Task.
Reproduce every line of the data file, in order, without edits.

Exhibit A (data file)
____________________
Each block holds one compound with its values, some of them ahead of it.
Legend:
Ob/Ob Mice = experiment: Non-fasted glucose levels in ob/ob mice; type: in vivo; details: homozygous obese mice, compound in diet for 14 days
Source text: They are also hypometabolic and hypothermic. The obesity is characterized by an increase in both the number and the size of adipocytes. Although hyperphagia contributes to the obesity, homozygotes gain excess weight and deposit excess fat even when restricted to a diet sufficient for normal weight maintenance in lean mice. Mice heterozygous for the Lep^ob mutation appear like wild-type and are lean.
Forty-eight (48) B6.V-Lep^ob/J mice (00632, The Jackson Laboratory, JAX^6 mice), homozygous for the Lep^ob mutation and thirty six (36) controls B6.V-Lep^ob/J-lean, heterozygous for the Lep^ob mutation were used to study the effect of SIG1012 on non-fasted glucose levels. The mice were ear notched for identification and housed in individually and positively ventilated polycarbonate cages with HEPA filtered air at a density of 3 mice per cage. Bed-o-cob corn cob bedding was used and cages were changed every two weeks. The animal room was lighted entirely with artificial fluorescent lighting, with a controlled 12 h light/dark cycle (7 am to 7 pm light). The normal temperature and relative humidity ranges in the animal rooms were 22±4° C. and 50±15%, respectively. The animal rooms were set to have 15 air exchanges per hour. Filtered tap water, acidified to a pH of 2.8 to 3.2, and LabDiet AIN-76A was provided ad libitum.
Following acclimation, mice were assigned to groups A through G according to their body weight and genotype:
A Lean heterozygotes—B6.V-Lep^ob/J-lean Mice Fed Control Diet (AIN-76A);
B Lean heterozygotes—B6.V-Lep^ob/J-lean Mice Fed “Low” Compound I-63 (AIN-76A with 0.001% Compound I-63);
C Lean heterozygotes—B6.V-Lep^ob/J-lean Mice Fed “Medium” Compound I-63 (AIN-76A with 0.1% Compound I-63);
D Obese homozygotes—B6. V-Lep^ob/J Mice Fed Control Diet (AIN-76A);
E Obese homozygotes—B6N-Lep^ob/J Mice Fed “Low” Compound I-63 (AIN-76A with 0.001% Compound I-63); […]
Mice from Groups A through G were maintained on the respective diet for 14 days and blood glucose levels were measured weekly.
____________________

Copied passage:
Each block holds one compound with its values, some of them ahead of it.
Legend:
Ob/Ob Mice = experiment: Non-fasted glucose levels in ob/ob mice; type: in vivo; details: homozygous obese mice, compound in diet for 14 days
Source text: They are also hypometabolic and hypothermic. The obesity is characterized by an increase in both the number and the size of adipocytes. Although hyperphagia contributes to the obesity, homozygotes gain excess weight and deposit excess fat even when restricted to a diet sufficient for normal weight maintenance in lean mice. Mice heterozygous for the Lep^ob mutation appear like wild-type and are lean.
Forty-eight (48) B6.V-Lep^ob/J mice (00632, The Jackson Laboratory, JAX^6 mice), homozygous for the Lep^ob mutation and thirty six (36) controls B6.V-Lep^ob/J-lean, heterozygous for the Lep^ob mutation were used to study the effect of SIG1012 on non-fasted glucose levels. The mice were ear notched for identification and housed in individually and positively ventilated polycarbonate cages with HEPA filtered air at a density of 3 mice per cage. Bed-o-cob corn cob bedding was used and cages were changed every two weeks. The animal room was lighted entirely with artificial fluorescent lighting, with a controlled 12 h light/dark cycle (7 am to 7 pm light). The normal temperature and relative humidity ranges in the animal rooms were 22±4° C. and 50±15%, respectively. The animal rooms were set to have 15 air exchanges per hour. Filtered tap water, acidified to a pH of 2.8 to 3.2, and LabDiet AIN-76A was provided ad libitum.
Following acclimation, mice were assigned to groups A through G according to their body weight and genotype:
A Lean heterozygotes—B6.V-Lep^ob/J-lean Mice Fed Control Diet (AIN-76A);
B Lean heterozygotes—B6.V-Lep^ob/J-lean Mice Fed “Low” Compound I-63 (AIN-76A with 0.001% Compound I-63);
C Lean heterozygotes—B6.V-Lep^ob/J-lean Mice Fed “Medium” Compound I-63 (AIN-76A with 0.1% Compound I-63);
D Obese homozygotes—B6. V-Lep^ob/J Mice Fed Control Diet (AIN-76A);
E Obese homozygotes—B6N-Lep^ob/J Mice Fed “Low” Compound I-63 (AIN-76A with 0.001% Compound I-63); […]
Mice from Groups A through G were maintained on the respective diet for 14 days and blood glucose levels were measured weekly.